Findings
Table 1 presents systems of differential equations that were applied to study the considered method.
The dependences presented in Figure 2 were selected as input effects.
Data with different levels of noise (5%, 10%) were generated based on each system of differential equations and input effects. The sample size for each set was 30 points. Thus, 9 data sets were given for each system. Also, 30 runs were carried out for each set. Table 2 presents error values for the given conditions averaged over 30 runs.
Regression analysis are as follows (Table 2):
Figures 37 present the correspondence graphs of the obtained models to the original samples. Green and blue lines indicate outputs of the original objects, red and yellow lines correspond to the outputs of the obtained models (if there are more than two outputs, violet lines are outputs of the original objects and light blue lines are outputs of the obtained models). Complete line overlap with minimal model error is possible.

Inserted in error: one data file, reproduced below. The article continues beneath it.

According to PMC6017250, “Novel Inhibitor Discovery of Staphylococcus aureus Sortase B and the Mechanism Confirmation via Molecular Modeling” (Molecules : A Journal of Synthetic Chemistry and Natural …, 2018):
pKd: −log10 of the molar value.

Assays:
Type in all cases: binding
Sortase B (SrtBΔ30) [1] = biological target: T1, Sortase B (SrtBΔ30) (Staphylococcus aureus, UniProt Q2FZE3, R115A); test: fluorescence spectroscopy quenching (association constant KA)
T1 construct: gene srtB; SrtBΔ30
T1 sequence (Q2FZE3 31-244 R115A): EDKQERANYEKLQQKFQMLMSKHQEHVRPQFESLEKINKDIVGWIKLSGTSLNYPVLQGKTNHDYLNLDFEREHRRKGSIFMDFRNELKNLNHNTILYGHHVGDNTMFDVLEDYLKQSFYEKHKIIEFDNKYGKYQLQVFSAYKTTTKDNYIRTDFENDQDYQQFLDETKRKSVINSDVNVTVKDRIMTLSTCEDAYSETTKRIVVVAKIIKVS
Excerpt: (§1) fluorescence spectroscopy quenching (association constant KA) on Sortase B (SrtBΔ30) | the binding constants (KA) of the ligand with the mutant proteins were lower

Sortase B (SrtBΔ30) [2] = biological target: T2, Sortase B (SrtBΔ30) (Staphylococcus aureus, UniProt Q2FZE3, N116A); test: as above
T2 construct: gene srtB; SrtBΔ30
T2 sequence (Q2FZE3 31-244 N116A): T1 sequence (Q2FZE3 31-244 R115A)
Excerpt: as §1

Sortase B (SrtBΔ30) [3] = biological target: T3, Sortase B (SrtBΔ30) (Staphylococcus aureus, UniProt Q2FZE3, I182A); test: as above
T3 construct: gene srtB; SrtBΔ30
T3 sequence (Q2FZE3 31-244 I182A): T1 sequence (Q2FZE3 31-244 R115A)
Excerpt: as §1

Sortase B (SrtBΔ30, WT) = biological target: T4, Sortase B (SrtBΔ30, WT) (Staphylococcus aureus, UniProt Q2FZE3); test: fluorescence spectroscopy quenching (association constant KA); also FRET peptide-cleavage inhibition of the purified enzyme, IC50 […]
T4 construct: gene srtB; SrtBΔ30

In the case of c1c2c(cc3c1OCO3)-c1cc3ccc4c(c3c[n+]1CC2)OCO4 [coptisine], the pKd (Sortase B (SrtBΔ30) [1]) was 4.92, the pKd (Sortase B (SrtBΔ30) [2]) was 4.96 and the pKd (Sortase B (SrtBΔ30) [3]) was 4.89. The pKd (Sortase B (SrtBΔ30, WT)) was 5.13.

Conclusion
In the course of the work, the study of the quality of identification in the form of differential equations systems for different input influences was conducted. Objects are represented by differential equations systems of various types and orders. The resulting models describe the data well regardless of the type of input effects. It is confirmed graphical interpretation of the obtained values.
Acknowledgments
This work was supported by the Ministry of Science and Higher Education of the Russian Federation (Grant № 0751520221121).
References
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Publication Date
27 February 2023
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9781802969603
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Hybrid methods, modeling and optimization, complex systems, mathematical models, data mining, computational intelligence
Cite this article as:
Karaseva, T. S. (2023). Identification of Differential Equations Systems With Various Input Effects. In P. Stanimorovic, A. A. Stupina, E. Semenkin, & I. V. Kovalev (Eds.), Hybrid Methods of Modeling and Optimization in Complex Systems, vol 1. European Proceedings of Computers and Technology (pp. 152159). European Publisher. https://doi.org/10.15405/epct.23021.19